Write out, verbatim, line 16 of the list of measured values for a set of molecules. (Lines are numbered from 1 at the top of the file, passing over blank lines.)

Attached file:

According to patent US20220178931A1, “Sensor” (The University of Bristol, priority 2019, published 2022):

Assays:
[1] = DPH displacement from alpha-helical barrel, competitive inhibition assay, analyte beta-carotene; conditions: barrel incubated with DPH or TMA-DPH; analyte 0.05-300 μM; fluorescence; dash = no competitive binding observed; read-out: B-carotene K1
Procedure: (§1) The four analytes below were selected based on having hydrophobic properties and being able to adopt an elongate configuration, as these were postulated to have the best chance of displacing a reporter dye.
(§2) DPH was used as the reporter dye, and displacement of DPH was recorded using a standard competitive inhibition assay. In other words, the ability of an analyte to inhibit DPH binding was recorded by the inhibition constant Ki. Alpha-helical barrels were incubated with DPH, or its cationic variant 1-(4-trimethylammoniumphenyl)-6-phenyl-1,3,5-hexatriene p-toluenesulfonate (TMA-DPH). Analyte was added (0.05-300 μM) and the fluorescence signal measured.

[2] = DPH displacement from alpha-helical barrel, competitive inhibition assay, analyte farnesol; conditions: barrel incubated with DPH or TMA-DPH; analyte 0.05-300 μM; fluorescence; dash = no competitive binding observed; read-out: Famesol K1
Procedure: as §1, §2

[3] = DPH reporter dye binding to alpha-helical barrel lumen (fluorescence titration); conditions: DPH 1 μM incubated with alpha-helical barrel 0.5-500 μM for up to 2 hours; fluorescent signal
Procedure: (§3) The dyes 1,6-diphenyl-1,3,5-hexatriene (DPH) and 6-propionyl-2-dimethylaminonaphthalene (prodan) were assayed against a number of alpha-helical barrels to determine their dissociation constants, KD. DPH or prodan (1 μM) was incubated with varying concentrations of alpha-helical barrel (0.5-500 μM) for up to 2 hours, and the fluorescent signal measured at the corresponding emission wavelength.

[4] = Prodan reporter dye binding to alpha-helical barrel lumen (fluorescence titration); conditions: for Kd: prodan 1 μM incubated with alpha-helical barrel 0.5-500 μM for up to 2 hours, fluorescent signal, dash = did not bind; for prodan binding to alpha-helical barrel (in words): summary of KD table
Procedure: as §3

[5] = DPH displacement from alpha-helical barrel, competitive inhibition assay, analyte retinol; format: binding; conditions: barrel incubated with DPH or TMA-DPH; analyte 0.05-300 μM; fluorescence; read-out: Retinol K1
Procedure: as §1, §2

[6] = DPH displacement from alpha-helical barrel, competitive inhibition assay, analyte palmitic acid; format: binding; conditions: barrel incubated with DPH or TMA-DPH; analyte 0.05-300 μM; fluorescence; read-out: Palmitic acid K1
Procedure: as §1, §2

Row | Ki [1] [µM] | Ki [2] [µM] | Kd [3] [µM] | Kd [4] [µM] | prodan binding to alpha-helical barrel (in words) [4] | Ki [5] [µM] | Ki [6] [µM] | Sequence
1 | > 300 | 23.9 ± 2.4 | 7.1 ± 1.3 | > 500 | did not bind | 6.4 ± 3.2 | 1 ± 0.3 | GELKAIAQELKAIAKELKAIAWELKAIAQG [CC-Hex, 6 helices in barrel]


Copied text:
Row | Ki [1] [µM] | Ki [2] [µM] | Kd [3] [µM] | Kd [4] [µM] | prodan binding to alpha-helical barrel (in words) [4] | Ki [5] [µM] | Ki [6] [µM] | Sequence